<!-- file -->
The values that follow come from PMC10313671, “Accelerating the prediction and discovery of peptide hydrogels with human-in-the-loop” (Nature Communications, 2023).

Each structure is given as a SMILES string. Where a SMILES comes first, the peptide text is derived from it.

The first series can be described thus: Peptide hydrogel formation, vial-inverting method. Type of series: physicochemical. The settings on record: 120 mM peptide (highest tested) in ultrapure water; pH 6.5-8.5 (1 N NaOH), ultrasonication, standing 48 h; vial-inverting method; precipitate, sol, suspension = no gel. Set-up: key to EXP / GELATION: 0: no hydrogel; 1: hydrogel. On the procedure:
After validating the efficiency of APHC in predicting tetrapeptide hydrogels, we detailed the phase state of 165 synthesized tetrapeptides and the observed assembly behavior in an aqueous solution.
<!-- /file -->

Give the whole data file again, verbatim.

The values that follow come from PMC10313671, “Accelerating the prediction and discovery of peptide hydrogels with human-in-the-loop” (Nature Communications, 2023).

Each structure is given as a SMILES string. Where a SMILES comes first, the peptide text is derived from it.

The first series can be described thus: Peptide hydrogel formation, vial-inverting method. Type of series: physicochemical. The settings on record: 120 mM peptide (highest tested) in ultrapure water; pH 6.5-8.5 (1 N NaOH), ultrasonication, standing 48 h; vial-inverting method; precipitate, sol, suspension = no gel. Set-up: key to EXP / GELATION: 0: no hydrogel; 1: hydrogel. On the procedure:
After validating the efficiency of APHC in predicting tetrapeptide hydrogels, we detailed the phase state of 165 synthesized tetrapeptides and the observed assembly behavior in an aqueous solution.